Official Information Act requests
The Official Information Act allows New Zealanders to have access to official information held by governments and government agencies.
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What the Official Information Act (OIA) is
We strive to be fair and open. We're committed to making information available under the principles of the OIA unless there's a good reason to withhold it.
The Official Information Act 1982 (OIA) allows you to make a request for official information held by New Zealand government agencies, including ACC. This includes:
- permanent residents
- visitors to New Zealand
- body corporates registered or with a place of business in New Zealand.
Examples of information we hold
- Internal policies and processes (e.g. Promapp, team process documents)
- Claims data
- Information about companies
- The reasons for any decisions that have been made about a person
Questions that require ACC to form an opinion or provide an explanation are not requests under the OIA. Any questions relating to the management of an individual's claim are better managed by their recovery partner.
Before you make a request
Before making a request please check our other sources of information. You may find the information you require is already available in our Resources section where we are publishing responses to OIAs.
How to make a request
If you cannot find the information you're looking for in our published responses, email our OIA Services team.
What to include in your email
When you email us, please include:
- your name
- contact address (email or postal)
- contact phone number
- details of the information you want - this needs to be as clear and specific as you can make it. We may ask you for more details.
You can also tell us if you are happy to receive the information in an alternative form, for example, oral briefing, viewing or summary.
How long your request will take
We'll acknowledge that we've received your request. We're required under the OIA to give you our decision on your request as soon as possible, and no later than 20 working days after we receive your request.
If we need more time to make our decision on your request, for example, if you're requesting a lot of information, we'll let you know and give you an idea of how long it will take.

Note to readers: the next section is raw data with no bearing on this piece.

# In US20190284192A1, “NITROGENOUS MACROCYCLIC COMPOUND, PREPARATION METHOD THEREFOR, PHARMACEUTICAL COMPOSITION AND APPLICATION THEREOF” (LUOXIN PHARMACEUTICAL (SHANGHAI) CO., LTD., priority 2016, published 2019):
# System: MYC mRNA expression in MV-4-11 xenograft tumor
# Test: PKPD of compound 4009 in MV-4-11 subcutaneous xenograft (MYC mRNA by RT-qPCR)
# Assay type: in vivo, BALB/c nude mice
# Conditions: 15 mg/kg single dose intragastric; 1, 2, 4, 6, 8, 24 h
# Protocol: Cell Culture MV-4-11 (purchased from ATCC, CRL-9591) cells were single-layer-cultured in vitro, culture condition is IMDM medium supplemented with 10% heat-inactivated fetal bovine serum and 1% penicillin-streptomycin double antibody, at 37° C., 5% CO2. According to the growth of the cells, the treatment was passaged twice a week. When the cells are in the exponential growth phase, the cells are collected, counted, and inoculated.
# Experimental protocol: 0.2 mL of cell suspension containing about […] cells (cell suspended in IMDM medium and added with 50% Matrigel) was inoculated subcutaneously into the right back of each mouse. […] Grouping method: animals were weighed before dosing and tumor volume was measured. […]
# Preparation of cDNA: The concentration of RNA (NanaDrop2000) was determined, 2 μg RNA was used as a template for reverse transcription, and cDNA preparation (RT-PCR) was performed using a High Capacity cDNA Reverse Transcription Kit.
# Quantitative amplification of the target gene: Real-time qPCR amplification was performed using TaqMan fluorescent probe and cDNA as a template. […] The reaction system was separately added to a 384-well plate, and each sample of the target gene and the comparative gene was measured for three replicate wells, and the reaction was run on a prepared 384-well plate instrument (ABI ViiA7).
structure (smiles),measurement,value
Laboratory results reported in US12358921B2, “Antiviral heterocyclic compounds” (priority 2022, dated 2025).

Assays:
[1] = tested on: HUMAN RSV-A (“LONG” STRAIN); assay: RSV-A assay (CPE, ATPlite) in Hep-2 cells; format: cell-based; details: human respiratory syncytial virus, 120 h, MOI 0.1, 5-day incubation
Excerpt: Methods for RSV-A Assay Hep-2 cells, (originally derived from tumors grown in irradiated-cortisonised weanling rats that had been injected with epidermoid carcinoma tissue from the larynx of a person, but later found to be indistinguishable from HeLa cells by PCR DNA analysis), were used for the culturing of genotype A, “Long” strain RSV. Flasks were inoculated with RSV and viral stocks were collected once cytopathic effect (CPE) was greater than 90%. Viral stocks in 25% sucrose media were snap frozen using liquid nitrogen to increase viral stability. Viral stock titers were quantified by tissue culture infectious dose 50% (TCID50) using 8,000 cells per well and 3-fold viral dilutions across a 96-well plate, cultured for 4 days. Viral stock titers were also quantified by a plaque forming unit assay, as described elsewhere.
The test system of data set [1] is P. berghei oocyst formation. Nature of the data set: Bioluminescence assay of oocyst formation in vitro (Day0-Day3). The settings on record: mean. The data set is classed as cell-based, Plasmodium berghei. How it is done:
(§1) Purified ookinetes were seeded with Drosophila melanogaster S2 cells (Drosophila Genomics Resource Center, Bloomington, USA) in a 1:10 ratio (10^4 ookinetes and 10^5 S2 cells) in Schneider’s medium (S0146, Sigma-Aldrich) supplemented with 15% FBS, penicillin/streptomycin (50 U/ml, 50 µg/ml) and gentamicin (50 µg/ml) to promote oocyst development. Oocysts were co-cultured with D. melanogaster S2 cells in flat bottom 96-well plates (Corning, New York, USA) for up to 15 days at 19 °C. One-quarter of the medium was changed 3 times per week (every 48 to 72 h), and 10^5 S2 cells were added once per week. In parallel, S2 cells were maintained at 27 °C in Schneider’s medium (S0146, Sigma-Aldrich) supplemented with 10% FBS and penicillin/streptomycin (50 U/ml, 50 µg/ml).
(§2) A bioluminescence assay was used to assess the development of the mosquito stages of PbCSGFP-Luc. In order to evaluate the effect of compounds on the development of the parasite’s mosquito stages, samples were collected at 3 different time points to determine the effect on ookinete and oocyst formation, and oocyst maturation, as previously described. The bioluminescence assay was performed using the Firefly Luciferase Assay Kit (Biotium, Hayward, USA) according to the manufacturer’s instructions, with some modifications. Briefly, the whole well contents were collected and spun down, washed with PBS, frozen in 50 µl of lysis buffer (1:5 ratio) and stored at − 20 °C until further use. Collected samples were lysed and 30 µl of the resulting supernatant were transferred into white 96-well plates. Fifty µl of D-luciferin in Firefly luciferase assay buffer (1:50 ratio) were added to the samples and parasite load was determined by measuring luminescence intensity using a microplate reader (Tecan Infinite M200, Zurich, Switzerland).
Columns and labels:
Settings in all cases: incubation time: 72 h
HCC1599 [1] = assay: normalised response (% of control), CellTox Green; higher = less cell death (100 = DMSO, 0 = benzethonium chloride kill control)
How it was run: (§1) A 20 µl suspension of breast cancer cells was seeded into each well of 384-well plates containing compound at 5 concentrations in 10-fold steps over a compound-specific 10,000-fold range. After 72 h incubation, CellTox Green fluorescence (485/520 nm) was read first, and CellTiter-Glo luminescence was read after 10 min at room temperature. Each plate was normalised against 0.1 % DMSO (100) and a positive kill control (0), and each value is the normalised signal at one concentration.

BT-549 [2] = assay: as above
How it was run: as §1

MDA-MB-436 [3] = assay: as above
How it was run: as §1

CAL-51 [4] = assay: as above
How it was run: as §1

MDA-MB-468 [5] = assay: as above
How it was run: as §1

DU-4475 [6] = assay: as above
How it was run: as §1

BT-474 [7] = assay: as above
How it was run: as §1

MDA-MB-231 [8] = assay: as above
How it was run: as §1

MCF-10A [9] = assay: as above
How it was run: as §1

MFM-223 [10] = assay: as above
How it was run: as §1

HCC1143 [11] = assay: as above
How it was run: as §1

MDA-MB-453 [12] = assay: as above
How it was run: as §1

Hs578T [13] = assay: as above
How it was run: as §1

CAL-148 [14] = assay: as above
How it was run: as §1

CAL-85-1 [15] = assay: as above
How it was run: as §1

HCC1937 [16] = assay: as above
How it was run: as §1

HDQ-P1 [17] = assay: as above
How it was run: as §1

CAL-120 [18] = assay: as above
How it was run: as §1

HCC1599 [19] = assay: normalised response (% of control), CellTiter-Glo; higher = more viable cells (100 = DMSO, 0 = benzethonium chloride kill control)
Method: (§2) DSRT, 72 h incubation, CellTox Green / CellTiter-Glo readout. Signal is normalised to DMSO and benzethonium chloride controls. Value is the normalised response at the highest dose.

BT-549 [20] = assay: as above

Costs for making a request
Requesting official information is free, but we can charge a reasonable amount if it will take a lot of work to supply the information requested. We'll discuss this with you if we determine that we need to do this.
Withholding information under the OIA
Under the OIA, information should be made available unless there is a good reason to withhold it. We may only withhold information for specific reasons set out in the Act. If this happens, we'll let you know why.
Sort out a problem with a request
If you're not happy with our response, email us to see if we can resolve the problem.
You can also make a complaint to the Office of the Ombudsman if you:
- have concerns regarding the decision we made on your request
- are unhappy about the way your request was treated or processed.
Concerns can relate to:
- withholding of information
- extending the timeframe to respond to you
- any charges for providing the information you've requested
- delays in providing you with a decision or the information
- your request being transferred.
The Office of the Ombudsman can investigate and review our decision and may make a recommendation to us if it's considered appropriate.
More information about OIA requests
The Ministry of Justice has published the Directory of Official Information. This contains contact details for all Government organisations covered by the Act and enables people to find out where exactly their requests for information should be made.
The charging guidelines for OIA requests outline what the Government regards as reasonable charges for the purposes of the Official Information Act.
The Office of the Ombudsman has a series of guidance documents relating to OIAs.
Stat NZ has a table view for dataset information.
Get a copy of the current legislation in the Official Information Act 1982.
The State Services Commission provides oversight and leadership to state services.